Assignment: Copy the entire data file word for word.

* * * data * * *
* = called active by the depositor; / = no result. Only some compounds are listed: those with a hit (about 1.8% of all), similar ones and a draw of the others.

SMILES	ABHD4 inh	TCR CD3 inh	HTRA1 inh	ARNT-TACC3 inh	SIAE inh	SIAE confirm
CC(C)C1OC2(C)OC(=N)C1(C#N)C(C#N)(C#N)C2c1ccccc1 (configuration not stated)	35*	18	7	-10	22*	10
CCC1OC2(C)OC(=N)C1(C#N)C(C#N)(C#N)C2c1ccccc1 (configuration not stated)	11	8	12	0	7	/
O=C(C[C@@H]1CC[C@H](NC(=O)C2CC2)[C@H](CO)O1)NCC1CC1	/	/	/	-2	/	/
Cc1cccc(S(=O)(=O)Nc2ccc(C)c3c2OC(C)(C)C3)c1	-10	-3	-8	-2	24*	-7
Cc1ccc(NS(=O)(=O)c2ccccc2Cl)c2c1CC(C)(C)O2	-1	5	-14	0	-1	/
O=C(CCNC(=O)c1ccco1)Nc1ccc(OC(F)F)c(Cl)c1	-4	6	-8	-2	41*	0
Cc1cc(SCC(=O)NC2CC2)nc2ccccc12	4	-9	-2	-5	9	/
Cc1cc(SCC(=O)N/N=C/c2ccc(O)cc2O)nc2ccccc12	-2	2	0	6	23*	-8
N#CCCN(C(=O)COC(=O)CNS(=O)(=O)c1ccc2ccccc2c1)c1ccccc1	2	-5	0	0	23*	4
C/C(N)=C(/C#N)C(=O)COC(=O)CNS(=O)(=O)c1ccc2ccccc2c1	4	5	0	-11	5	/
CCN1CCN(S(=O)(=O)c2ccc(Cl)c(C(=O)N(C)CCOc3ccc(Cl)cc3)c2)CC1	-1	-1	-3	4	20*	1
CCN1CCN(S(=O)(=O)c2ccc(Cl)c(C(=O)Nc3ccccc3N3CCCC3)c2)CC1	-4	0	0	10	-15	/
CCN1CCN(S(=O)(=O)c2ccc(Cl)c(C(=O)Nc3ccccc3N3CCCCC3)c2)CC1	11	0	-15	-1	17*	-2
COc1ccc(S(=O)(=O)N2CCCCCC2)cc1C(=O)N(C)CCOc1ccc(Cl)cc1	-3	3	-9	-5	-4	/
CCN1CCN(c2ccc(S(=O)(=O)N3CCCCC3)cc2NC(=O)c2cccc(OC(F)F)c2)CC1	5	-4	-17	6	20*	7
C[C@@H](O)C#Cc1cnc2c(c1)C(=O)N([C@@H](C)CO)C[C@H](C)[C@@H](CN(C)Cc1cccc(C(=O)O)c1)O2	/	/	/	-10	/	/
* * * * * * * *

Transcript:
* = called active by the depositor; / = no result. Only some compounds are listed: those with a hit (about 1.8% of all), similar ones and a draw of the others.

SMILES	ABHD4 inh	TCR CD3 inh	HTRA1 inh	ARNT-TACC3 inh	SIAE inh	SIAE confirm
CC(C)C1OC2(C)OC(=N)C1(C#N)C(C#N)(C#N)C2c1ccccc1 (configuration not stated)	35*	18	7	-10	22*	10
CCC1OC2(C)OC(=N)C1(C#N)C(C#N)(C#N)C2c1ccccc1 (configuration not stated)	11	8	12	0	7	/
O=C(C[C@@H]1CC[C@H](NC(=O)C2CC2)[C@H](CO)O1)NCC1CC1	/	/	/	-2	/	/
Cc1cccc(S(=O)(=O)Nc2ccc(C)c3c2OC(C)(C)C3)c1	-10	-3	-8	-2	24*	-7
Cc1ccc(NS(=O)(=O)c2ccccc2Cl)c2c1CC(C)(C)O2	-1	5	-14	0	-1	/
O=C(CCNC(=O)c1ccco1)Nc1ccc(OC(F)F)c(Cl)c1	-4	6	-8	-2	41*	0
Cc1cc(SCC(=O)NC2CC2)nc2ccccc12	4	-9	-2	-5	9	/
Cc1cc(SCC(=O)N/N=C/c2ccc(O)cc2O)nc2ccccc12	-2	2	0	6	23*	-8
N#CCCN(C(=O)COC(=O)CNS(=O)(=O)c1ccc2ccccc2c1)c1ccccc1	2	-5	0	0	23*	4
C/C(N)=C(/C#N)C(=O)COC(=O)CNS(=O)(=O)c1ccc2ccccc2c1	4	5	0	-11	5	/
CCN1CCN(S(=O)(=O)c2ccc(Cl)c(C(=O)N(C)CCOc3ccc(Cl)cc3)c2)CC1	-1	-1	-3	4	20*	1
CCN1CCN(S(=O)(=O)c2ccc(Cl)c(C(=O)Nc3ccccc3N3CCCC3)c2)CC1	-4	0	0	10	-15	/
CCN1CCN(S(=O)(=O)c2ccc(Cl)c(C(=O)Nc3ccccc3N3CCCCC3)c2)CC1	11	0	-15	-1	17*	-2
COc1ccc(S(=O)(=O)N2CCCCCC2)cc1C(=O)N(C)CCOc1ccc(Cl)cc1	-3	3	-9	-5	-4	/
CCN1CCN(c2ccc(S(=O)(=O)N3CCCCC3)cc2NC(=O)c2cccc(OC(F)F)c2)CC1	5	-4	-17	6	20*	7
C[C@@H](O)C#Cc1cnc2c(c1)C(=O)N([C@@H](C)CO)C[C@H](C)[C@@H](CN(C)Cc1cccc(C(=O)O)c1)O2	/	/	/	-10	/	/